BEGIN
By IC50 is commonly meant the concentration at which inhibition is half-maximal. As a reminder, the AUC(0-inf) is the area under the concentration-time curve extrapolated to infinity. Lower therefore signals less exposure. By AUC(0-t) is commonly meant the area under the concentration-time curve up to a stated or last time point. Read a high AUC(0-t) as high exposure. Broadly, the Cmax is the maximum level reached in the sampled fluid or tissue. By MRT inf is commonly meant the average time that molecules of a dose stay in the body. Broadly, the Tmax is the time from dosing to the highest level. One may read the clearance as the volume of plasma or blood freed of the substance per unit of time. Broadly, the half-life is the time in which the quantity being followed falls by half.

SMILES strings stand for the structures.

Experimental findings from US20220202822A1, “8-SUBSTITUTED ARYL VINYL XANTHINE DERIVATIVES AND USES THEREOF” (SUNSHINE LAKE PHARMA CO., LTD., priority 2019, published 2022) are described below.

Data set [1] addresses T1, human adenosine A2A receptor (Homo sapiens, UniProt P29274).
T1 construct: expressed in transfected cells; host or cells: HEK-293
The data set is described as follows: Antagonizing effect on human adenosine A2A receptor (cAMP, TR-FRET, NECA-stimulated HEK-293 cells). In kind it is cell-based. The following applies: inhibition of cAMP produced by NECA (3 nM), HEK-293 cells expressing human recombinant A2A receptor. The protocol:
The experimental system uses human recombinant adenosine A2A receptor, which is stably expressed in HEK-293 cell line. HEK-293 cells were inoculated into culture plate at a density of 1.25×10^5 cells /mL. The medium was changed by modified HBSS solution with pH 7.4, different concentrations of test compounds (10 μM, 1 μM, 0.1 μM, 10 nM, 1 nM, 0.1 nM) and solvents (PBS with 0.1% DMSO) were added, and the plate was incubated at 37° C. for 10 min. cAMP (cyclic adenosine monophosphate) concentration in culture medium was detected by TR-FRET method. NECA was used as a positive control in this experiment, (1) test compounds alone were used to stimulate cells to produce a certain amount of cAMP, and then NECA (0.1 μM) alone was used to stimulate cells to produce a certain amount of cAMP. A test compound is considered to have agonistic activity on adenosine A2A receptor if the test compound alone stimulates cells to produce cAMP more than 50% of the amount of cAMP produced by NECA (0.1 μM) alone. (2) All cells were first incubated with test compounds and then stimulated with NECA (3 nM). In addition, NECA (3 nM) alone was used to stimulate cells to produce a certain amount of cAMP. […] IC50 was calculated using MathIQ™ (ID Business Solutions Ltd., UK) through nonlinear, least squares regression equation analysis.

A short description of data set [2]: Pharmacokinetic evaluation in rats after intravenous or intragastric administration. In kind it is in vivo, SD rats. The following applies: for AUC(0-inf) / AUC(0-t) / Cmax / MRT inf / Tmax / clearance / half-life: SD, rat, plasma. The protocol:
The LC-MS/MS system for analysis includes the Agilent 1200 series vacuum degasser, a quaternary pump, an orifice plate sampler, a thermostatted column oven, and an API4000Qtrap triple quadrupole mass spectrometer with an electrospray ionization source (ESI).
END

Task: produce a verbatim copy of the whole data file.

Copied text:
By IC50 is commonly meant the concentration at which inhibition is half-maximal. As a reminder, the AUC(0-inf) is the area under the concentration-time curve extrapolated to infinity. Lower therefore signals less exposure. By AUC(0-t) is commonly meant the area under the concentration-time curve up to a stated or last time point. Read a high AUC(0-t) as high exposure. Broadly, the Cmax is the maximum level reached in the sampled fluid or tissue. By MRT inf is commonly meant the average time that molecules of a dose stay in the body. Broadly, the Tmax is the time from dosing to the highest level. One may read the clearance as the volume of plasma or blood freed of the substance per unit of time. Broadly, the half-life is the time in which the quantity being followed falls by half.

SMILES strings stand for the structures.

Experimental findings from US20220202822A1, “8-SUBSTITUTED ARYL VINYL XANTHINE DERIVATIVES AND USES THEREOF” (SUNSHINE LAKE PHARMA CO., LTD., priority 2019, published 2022) are described below.

Data set [1] addresses T1, human adenosine A2A receptor (Homo sapiens, UniProt P29274).
T1 construct: expressed in transfected cells; host or cells: HEK-293
The data set is described as follows: Antagonizing effect on human adenosine A2A receptor (cAMP, TR-FRET, NECA-stimulated HEK-293 cells). In kind it is cell-based. The following applies: inhibition of cAMP produced by NECA (3 nM), HEK-293 cells expressing human recombinant A2A receptor. The protocol:
The experimental system uses human recombinant adenosine A2A receptor, which is stably expressed in HEK-293 cell line. HEK-293 cells were inoculated into culture plate at a density of 1.25×10^5 cells /mL. The medium was changed by modified HBSS solution with pH 7.4, different concentrations of test compounds (10 μM, 1 μM, 0.1 μM, 10 nM, 1 nM, 0.1 nM) and solvents (PBS with 0.1% DMSO) were added, and the plate was incubated at 37° C. for 10 min. cAMP (cyclic adenosine monophosphate) concentration in culture medium was detected by TR-FRET method. NECA was used as a positive control in this experiment, (1) test compounds alone were used to stimulate cells to produce a certain amount of cAMP, and then NECA (0.1 μM) alone was used to stimulate cells to produce a certain amount of cAMP. A test compound is considered to have agonistic activity on adenosine A2A receptor if the test compound alone stimulates cells to produce cAMP more than 50% of the amount of cAMP produced by NECA (0.1 μM) alone. (2) All cells were first incubated with test compounds and then stimulated with NECA (3 nM). In addition, NECA (3 nM) alone was used to stimulate cells to produce a certain amount of cAMP. […] IC50 was calculated using MathIQ™ (ID Business Solutions Ltd., UK) through nonlinear, least squares regression equation analysis.

A short description of data set [2]: Pharmacokinetic evaluation in rats after intravenous or intragastric administration. In kind it is in vivo, SD rats. The following applies: for AUC(0-inf) / AUC(0-t) / Cmax / MRT inf / Tmax / clearance / half-life: SD, rat, plasma. The protocol:
The LC-MS/MS system for analysis includes the Agilent 1200 series vacuum degasser, a quaternary pump, an orifice plate sampler, a thermostatted column oven, and an API4000Qtrap triple quadrupole mass spectrometer with an electrospray ionization source (ESI).